It wasn’t really fair of us to go to last weekend’s Zine Fest looking for comics — they’re not really the same thing, are they? But lately we’ve had our fill of the sharpies and scotch tape and fervent prose that is intensely personal and therefore almost completely incomprehensible. So it was with an eye for picture books that we wandered into what is charmingly called “The County Fair Building” in Golden Gate Park.
Our first though upon entering the Fest: “this place needs a BATH.” It’s the middle of summer, for heaven’s sake, and bikes were piled outside by the dozens, affixed to every possible surface like seagulls at the end of The Birds. Inside, meticulously disheveled hairstyles wandered from table to table, picking through xeroxed pamphlets about oil wars, someone’s difficult childhood, vegan recipes, and thumbing though t-shirts with messy art. Comics were sadly hard to come by, but we were lucky enough to stumble across a few gems:
Our surprise-favorite of the Zine Fest was Book One of “Ivy,” by Sarah Oleksyk. When we first looked at the cover we rolled our eyes, like, “oh, it’s just a story about some bitter high school girl, awkward and mad and scared.” And then we realized that had just described both “My So-Called Life” and “Freaks and Geeks,” two of the best representations of high school life ever created, so we gave Ivy a shot. And yes! It is so good!
Like all teenagers, Ivy is pissed, and for plenty of reasons: her dad’s gone and her mom barely knows her; she’s artsy and therefore an outcast; she alienates everyone, even friends; she’s figured out that high school is stupid and horrible and utterly inappropriate, but so is everything in life, right? Well, no; but it’s easy to think that way until you’ve found something to live for, and Ivy hasn’t. Yet.
So her life is just one big barrier until she goes on a field trip and is unexpectedly squished up against some positive attention, and it’s one of those out-of-teen experiences (remember those when you were a kid?) where finally, at long last, there is something in life that maybe possibly does not need to be hated. (A boy.)
But getting to this fork in the road is just step one — now things might change for the better, or Ivy might ruin everything because she is kind of a bitch. Which will it be? We’ve ordered copies of books Two, Three, and Four; and until they arrive, we’ve put Book One on the shelf between DVDs of Claire Danes and Linda Cardellini.
God, we could just watch cancelled teen dramas on YouTube all day long. Anyway!
We also picked up two great books from Oakland artist Joey Alison Sayers: “I Wish You Were Dead” and “Just So You Know”. After the heavy seriousness of Ivy, Joey’s work lifted our spirits back up: Just So You Know is an autobiographical comic about Joey’s transition from a boy to a woman. And it’s so funny! Despite a subject that’s as life-altering as in Ivy — well, much more so, actually — Joey’s tone is fun and optimistic, even in the face of weird questions and hormones and a nagging suspicion that she might be a bitch now. We loved the story about how she scolded a bartended for calling her “man” and then it turned out that he said “ma’am.”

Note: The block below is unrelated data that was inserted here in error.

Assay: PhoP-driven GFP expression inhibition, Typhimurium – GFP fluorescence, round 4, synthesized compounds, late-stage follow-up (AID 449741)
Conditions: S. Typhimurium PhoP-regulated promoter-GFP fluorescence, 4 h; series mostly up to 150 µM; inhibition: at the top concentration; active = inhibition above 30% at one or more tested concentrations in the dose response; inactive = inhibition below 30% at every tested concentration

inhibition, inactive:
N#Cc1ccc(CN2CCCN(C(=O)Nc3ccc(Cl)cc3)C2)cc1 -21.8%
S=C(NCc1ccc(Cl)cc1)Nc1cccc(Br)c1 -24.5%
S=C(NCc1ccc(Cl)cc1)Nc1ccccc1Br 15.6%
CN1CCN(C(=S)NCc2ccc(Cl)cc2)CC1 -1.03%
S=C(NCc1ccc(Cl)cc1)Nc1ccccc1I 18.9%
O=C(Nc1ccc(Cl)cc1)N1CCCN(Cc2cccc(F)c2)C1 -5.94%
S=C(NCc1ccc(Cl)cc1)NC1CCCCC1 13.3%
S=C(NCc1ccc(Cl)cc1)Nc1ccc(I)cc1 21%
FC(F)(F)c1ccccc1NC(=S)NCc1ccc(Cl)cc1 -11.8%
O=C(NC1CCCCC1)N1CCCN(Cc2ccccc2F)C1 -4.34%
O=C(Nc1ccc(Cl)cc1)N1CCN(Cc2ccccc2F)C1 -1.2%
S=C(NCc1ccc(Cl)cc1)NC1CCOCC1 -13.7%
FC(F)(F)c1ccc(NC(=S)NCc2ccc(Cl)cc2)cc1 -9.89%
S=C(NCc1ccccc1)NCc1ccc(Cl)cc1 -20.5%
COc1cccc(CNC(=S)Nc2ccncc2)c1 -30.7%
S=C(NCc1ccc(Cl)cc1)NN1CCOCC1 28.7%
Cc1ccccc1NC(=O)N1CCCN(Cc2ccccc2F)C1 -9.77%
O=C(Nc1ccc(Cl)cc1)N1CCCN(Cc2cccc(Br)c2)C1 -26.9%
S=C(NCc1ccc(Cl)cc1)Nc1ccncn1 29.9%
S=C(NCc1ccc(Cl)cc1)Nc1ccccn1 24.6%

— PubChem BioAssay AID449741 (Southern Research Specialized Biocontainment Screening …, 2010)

“I Wish You Were Dead” is even funnier — it’s a collection of goofy cartoons about, oh you know, this and that and whatever. Normally this kind of project is NOT FUNNY AT ALL but Joey’s one of the lucky cartoonists who is actually really hilarious. (And also maybe a little sick.) Joey was recently nominated for an Ignatz Award, a comics-industry recognition that is pretty awesome.
And now let us return to high school with Lauren Skinner’s “The Frog Prince.” Ugh! High school. Robbie Green has a crush on Austen Kean; he’s a nerd, she’s pretty, you can probably see where this is going. Austen loses a necklace, Robbie finds it, she manipulates him, he’s mad, she feels slightly bad eventually and he’s even more smitten than ever. Oh, boys. Oh, high school. Oh, humanity!
Robbie’s emotions are not quite as complex as poor conflicted Ivy’s — he’s a bit mental in his pursuit of dreadful Austen, but you know how boys are. You can see what’s coming from a mile away, so it’s a little frustrating to see Robbie wander, smitten, into Austen’s abuse; and it’s a little disappointing that their relationship plays out just as we feared. But it’s a cute little tale, and the art is the real star here: really nicely hand-painted panels with simple forms that are nonetheless expressive.
Lauren’s style also works well in “Erstwhile,” a collection of forgotten Grimm Brothers tales. These are the darker stories that don’t usually make it into modern children’s books: characters are devoured, drown, die of disease, and suffer abuse from their family. The collection is adapted by Gina Briggs, and very nicely illustrated by Gina, Lauren (who goes by “Elle” for this book), and Louisa Roy.
As in “The Frog Prince,” Lauren’s art is warm and inviting; with her rough lines, simple shapes, and warm colors, you can really feel the artist’s hand in the panels. It’s a timeless sort of look, and a cozy match for the subject matter.
Gina and Louisa, on the other hand, both have a more modern style: in particular, Louisa’s style matches what you’d find in a comic book set in contemporary times. It’s an interesting juxtaposition: an old story set in old times, drawn in a visual vocabulary of today. It would be sort of like a slickly-produced primetime drama about life on the Mayflower. Which, actually, would be kind of awesome.